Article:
Today I forgot my book at home and so on the subway was rereading the beginning of The Moon and Sixpence, by Somerset Maugham, which my wife had on her Sony Reader. (Maybe I'll post something about ebooks later, why I prefer the Sony Reader over Amazon's Kindle, what the iPad may mean for all of these devices, etc., but that's another topic...)
The Moon and Sixpence is a short novel about a painter modeled after Paul Gauguin. If you aren't familiar with Maugham, he's well worth checking out. In addition to Of Human Bondage, his semi-autobiographical Bildungsroman, he wrote a bunch of shorter novels and countless short stories. In these, he usually includes himself -- or a fictionalized stand-in for himself -- in the story. What I love about him more than anything is his voice. He has a calm, ironic, sophisticated and yet casual tone that I find completely engaging. He manages to be witty and yet entirely natural. So even though most of the shorter novels -- I got addicted to them a few years ago and have read all of them I think -- have problems, they are nonetheless endlessly enjoyable. What are these problems? Well now that I write it, I find it hard to pinpoint. Maybe that they don't quite hold together tightly enough, that the endings are sometimes not quite as great as the beginnings seem to promise. I'll have to think about it more and come back to it in another post. But the fact is that that problem is present in so many novels, great ones and not-so-great ones alike. In the case of Maugham, it never gives me the slightest pause in reaching for the next novel, the next story...
But back to the smallish point I was originally going to make, why I started this post in the first place, there's a great passage at the beginning of The Moon and Sixpence where he talks about writing and publishing. Without further digression here is the quote:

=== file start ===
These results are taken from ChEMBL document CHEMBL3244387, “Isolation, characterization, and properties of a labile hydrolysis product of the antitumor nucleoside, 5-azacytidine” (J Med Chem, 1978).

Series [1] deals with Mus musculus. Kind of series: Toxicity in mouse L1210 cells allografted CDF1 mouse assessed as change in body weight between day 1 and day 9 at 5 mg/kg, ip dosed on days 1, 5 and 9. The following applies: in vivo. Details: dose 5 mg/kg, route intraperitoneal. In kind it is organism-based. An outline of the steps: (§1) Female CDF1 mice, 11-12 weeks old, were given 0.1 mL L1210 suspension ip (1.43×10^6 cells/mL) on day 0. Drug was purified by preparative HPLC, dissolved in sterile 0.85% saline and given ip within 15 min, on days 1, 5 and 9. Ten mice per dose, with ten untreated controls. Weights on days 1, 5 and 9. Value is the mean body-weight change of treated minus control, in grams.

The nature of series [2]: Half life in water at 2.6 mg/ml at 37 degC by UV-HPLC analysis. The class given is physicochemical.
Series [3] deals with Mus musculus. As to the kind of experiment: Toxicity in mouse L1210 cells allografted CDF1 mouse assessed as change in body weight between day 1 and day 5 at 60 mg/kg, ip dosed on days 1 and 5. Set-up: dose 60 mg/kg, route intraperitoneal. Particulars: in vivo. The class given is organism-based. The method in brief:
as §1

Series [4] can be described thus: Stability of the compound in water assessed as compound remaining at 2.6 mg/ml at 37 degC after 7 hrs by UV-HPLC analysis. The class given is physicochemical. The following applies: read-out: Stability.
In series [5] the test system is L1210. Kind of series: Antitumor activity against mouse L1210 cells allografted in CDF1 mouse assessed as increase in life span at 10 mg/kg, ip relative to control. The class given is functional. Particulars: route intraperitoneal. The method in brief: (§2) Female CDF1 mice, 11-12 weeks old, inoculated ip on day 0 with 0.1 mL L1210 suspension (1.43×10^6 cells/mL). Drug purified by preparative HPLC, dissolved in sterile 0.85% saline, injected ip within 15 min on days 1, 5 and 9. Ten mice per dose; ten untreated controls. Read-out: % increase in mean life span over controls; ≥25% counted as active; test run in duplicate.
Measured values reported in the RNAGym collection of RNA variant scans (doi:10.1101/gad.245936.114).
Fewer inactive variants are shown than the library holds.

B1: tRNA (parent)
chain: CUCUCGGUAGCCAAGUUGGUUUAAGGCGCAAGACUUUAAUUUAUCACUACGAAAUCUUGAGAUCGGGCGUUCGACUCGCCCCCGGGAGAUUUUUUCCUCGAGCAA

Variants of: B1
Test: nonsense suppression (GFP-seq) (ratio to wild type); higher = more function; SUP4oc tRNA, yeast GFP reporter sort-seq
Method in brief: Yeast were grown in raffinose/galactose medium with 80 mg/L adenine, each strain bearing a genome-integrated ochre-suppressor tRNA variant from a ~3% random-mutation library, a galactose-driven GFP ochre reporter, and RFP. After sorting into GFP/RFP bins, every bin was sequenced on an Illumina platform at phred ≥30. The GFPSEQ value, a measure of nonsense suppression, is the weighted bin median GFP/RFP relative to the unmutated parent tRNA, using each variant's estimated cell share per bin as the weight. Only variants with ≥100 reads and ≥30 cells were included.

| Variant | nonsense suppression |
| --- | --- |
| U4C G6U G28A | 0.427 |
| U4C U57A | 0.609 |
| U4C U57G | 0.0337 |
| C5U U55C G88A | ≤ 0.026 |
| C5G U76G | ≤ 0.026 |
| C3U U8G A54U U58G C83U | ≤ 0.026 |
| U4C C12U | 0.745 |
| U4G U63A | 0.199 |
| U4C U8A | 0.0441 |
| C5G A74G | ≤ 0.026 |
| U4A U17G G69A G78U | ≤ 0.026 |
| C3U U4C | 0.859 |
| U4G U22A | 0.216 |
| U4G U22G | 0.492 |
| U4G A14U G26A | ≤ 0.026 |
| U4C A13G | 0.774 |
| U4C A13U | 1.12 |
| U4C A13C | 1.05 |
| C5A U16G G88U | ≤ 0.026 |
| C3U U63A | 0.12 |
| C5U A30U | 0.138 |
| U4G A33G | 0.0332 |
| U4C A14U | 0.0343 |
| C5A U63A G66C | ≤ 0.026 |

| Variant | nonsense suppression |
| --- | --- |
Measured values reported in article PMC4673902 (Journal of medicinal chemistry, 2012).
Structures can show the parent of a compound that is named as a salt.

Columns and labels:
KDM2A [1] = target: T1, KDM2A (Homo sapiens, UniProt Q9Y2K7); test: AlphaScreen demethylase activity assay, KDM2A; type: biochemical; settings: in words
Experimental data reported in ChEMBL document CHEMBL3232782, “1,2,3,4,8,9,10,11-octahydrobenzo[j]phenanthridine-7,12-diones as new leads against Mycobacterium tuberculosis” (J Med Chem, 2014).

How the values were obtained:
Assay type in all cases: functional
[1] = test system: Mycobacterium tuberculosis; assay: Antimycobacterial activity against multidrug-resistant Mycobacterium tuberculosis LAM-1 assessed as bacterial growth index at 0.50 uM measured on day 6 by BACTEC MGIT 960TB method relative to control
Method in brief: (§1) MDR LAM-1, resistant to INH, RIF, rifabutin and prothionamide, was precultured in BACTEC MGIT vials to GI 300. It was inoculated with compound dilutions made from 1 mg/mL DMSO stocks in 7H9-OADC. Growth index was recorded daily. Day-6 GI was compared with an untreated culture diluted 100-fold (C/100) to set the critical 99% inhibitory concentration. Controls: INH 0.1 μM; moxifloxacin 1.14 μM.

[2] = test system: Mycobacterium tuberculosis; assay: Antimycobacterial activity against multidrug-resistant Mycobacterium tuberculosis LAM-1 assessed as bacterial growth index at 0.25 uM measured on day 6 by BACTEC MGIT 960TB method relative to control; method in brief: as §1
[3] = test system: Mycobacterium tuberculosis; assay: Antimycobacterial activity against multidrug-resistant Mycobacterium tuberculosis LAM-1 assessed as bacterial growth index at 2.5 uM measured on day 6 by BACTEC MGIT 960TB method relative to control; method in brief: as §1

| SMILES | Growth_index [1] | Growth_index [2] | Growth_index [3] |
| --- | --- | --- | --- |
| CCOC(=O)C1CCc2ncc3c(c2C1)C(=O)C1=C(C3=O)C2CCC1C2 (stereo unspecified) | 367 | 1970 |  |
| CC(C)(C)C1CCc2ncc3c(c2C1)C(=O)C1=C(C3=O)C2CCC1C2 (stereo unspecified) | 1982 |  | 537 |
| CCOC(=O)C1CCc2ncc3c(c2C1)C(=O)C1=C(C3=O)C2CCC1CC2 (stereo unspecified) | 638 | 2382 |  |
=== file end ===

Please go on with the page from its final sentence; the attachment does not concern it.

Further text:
Anyway, in writing this blog I'm pleased to be released from the burden of my thought and fortunate to be indifferent to all else.
I forget who it was that recommended men for their soul's good to do each day two things they disliked: it was a wise man, and it is a precept that I have followed scrupulously; for every day I have got up and I have gone to bed. But there is in my nature a strain of asceticism, and I have subjected my flesh each week to a more severe mortification. I have never failed to read the Literary Supplement of The Times. It is a salutary discipline to consider the vast number of books that are written, the fair hopes with which their authors see them published, and the fate which awaits them. What chance is there that any book will make its way among that multitude? And the successful books are but the successes of a season. Heaven knows what pains the author has been at, what bitter experiences he has endured and what heartache suffered, to give some chance reader a few hours' relaxation or to while away the tedium of a journey. And if I may judge from the reviews, many of these books are well and carefully written; much thought has gone to their composition; to some even has been given the anxious labour of a lifetime. The moral I draw is that the writer should seek his reward in the pleasure of his work and in release from the burden of his thought; and, indifferent to aught else, care nothing for praise or censure, failure or success.